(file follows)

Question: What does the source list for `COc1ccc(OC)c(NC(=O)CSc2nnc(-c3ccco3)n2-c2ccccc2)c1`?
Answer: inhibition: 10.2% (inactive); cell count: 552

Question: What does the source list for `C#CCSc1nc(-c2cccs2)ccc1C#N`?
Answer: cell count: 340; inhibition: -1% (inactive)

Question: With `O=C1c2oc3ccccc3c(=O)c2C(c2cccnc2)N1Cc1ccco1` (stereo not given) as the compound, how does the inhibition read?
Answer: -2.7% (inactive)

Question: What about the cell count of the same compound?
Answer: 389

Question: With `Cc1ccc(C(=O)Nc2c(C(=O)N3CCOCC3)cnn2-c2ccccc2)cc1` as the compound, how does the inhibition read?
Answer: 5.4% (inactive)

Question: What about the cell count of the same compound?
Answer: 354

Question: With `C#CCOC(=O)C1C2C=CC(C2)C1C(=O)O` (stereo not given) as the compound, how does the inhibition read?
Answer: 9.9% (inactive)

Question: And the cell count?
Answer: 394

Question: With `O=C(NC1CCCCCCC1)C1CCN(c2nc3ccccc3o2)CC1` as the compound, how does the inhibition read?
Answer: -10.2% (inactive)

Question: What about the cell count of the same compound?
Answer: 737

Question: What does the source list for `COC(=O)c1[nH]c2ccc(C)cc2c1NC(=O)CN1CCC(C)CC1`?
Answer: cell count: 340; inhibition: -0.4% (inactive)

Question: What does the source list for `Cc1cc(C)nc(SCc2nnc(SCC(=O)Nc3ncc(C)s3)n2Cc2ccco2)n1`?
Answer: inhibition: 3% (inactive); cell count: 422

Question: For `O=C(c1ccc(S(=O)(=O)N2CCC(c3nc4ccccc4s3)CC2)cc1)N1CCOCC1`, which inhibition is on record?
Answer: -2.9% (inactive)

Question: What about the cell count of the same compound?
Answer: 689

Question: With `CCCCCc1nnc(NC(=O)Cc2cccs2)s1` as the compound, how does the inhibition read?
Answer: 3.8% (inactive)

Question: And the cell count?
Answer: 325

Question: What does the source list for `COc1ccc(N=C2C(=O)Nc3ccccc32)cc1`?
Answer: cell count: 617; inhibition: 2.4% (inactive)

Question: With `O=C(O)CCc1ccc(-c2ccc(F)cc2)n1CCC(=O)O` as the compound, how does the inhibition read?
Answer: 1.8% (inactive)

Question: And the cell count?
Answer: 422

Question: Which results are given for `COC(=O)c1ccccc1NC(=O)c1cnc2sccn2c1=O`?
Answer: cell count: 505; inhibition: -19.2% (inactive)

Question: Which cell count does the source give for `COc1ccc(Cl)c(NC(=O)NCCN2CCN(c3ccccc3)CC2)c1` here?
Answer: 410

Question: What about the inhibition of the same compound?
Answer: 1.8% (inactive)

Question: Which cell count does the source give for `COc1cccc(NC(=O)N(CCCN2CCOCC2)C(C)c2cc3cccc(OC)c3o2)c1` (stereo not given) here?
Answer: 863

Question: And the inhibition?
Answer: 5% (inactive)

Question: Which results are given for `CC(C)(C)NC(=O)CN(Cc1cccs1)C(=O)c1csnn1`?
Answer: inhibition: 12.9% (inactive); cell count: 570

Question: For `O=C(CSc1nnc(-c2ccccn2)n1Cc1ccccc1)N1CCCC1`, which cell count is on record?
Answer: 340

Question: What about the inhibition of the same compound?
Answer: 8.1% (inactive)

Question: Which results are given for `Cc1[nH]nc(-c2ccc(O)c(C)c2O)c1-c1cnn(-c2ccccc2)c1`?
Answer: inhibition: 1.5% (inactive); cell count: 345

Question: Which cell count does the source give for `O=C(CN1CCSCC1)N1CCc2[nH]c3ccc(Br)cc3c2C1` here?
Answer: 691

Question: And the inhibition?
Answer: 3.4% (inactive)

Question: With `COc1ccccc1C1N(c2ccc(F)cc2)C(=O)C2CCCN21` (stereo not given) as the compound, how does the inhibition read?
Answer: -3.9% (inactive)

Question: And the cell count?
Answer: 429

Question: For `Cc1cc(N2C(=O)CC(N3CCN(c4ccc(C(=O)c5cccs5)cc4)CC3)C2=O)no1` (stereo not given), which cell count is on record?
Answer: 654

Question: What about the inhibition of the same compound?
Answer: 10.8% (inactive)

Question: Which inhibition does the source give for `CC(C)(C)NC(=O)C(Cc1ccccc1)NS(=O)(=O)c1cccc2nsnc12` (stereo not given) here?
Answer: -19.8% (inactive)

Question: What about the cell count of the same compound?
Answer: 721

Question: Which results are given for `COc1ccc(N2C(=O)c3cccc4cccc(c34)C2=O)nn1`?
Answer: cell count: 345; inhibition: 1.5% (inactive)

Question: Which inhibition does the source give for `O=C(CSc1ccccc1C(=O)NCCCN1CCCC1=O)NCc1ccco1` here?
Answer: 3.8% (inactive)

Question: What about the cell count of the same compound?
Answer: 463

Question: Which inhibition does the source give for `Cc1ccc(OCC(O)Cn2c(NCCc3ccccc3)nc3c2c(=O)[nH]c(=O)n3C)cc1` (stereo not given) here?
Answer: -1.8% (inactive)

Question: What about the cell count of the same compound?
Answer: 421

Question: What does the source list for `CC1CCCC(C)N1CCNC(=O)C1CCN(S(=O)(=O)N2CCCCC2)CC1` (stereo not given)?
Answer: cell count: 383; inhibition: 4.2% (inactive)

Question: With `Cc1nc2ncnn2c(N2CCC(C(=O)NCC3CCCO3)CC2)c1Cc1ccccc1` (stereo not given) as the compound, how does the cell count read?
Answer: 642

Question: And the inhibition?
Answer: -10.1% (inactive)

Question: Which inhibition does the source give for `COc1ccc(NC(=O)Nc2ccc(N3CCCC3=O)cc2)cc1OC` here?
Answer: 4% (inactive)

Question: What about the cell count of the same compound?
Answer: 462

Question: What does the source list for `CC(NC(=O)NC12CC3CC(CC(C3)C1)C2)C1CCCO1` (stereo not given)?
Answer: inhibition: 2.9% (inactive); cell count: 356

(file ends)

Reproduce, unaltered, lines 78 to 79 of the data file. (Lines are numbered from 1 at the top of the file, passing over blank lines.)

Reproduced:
Answer: 463

Question: Which inhibition does the source give for `Cc1ccc(OCC(O)Cn2c(NCCc3ccccc3)nc3c2c(=O)[nH]c(=O)n3C)cc1` (stereo not given) here?